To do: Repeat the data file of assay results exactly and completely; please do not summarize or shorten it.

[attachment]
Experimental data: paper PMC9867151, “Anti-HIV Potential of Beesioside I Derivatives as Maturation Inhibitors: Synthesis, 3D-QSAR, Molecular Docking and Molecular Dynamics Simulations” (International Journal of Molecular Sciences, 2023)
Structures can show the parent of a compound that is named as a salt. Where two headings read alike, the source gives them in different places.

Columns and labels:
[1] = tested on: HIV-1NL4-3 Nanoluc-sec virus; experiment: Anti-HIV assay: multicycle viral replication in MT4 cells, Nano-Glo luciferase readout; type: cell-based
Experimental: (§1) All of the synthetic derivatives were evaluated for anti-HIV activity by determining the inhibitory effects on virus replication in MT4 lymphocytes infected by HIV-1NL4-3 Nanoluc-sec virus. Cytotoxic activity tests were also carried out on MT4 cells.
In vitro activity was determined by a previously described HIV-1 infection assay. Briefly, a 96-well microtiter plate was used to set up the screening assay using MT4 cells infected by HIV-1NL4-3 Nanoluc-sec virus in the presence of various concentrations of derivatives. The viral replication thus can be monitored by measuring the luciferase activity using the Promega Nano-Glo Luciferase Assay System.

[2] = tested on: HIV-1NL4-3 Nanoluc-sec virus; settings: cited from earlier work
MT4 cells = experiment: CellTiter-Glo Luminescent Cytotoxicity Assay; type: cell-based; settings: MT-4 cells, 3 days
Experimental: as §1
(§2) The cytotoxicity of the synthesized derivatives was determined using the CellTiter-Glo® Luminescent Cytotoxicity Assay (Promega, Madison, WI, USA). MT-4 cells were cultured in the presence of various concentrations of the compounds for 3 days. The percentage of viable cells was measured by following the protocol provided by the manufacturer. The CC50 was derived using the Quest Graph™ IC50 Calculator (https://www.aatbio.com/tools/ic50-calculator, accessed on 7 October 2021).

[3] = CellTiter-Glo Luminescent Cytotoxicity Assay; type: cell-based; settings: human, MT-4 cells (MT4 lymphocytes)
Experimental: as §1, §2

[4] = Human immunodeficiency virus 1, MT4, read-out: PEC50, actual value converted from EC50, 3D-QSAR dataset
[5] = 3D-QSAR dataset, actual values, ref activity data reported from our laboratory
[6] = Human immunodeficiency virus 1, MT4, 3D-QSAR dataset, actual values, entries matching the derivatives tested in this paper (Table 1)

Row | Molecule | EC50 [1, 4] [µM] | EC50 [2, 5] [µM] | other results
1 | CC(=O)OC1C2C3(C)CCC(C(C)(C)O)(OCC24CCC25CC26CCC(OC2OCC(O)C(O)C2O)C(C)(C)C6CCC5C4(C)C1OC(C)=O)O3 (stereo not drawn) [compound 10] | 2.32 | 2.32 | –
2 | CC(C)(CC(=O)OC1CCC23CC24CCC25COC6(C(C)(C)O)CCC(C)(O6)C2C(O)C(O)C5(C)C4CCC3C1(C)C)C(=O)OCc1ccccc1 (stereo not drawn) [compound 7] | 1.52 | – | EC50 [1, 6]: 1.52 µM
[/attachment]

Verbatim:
Experimental data: paper PMC9867151, “Anti-HIV Potential of Beesioside I Derivatives as Maturation Inhibitors: Synthesis, 3D-QSAR, Molecular Docking and Molecular Dynamics Simulations” (International Journal of Molecular Sciences, 2023)
Structures can show the parent of a compound that is named as a salt. Where two headings read alike, the source gives them in different places.

Columns and labels:
[1] = tested on: HIV-1NL4-3 Nanoluc-sec virus; experiment: Anti-HIV assay: multicycle viral replication in MT4 cells, Nano-Glo luciferase readout; type: cell-based
Experimental: (§1) All of the synthetic derivatives were evaluated for anti-HIV activity by determining the inhibitory effects on virus replication in MT4 lymphocytes infected by HIV-1NL4-3 Nanoluc-sec virus. Cytotoxic activity tests were also carried out on MT4 cells.
In vitro activity was determined by a previously described HIV-1 infection assay. Briefly, a 96-well microtiter plate was used to set up the screening assay using MT4 cells infected by HIV-1NL4-3 Nanoluc-sec virus in the presence of various concentrations of derivatives. The viral replication thus can be monitored by measuring the luciferase activity using the Promega Nano-Glo Luciferase Assay System.

[2] = tested on: HIV-1NL4-3 Nanoluc-sec virus; settings: cited from earlier work
MT4 cells = experiment: CellTiter-Glo Luminescent Cytotoxicity Assay; type: cell-based; settings: MT-4 cells, 3 days
Experimental: as §1
(§2) The cytotoxicity of the synthesized derivatives was determined using the CellTiter-Glo® Luminescent Cytotoxicity Assay (Promega, Madison, WI, USA). MT-4 cells were cultured in the presence of various concentrations of the compounds for 3 days. The percentage of viable cells was measured by following the protocol provided by the manufacturer. The CC50 was derived using the Quest Graph™ IC50 Calculator (https://www.aatbio.com/tools/ic50-calculator, accessed on 7 October 2021).

[3] = CellTiter-Glo Luminescent Cytotoxicity Assay; type: cell-based; settings: human, MT-4 cells (MT4 lymphocytes)
Experimental: as §1, §2

[4] = Human immunodeficiency virus 1, MT4, read-out: PEC50, actual value converted from EC50, 3D-QSAR dataset
[5] = 3D-QSAR dataset, actual values, ref activity data reported from our laboratory
[6] = Human immunodeficiency virus 1, MT4, 3D-QSAR dataset, actual values, entries matching the derivatives tested in this paper (Table 1)

Row | Molecule | EC50 [1, 4] [µM] | EC50 [2, 5] [µM] | other results
1 | CC(=O)OC1C2C3(C)CCC(C(C)(C)O)(OCC24CCC25CC26CCC(OC2OCC(O)C(O)C2O)C(C)(C)C6CCC5C4(C)C1OC(C)=O)O3 (stereo not drawn) [compound 10] | 2.32 | 2.32 | –
2 | CC(C)(CC(=O)OC1CCC23CC24CCC25COC6(C(C)(C)O)CCC(C)(O6)C2C(O)C(O)C5(C)C4CCC3C1(C)C)C(=O)OCc1ccccc1 (stereo not drawn) [compound 7] | 1.52 | – | EC50 [1, 6]: 1.52 µM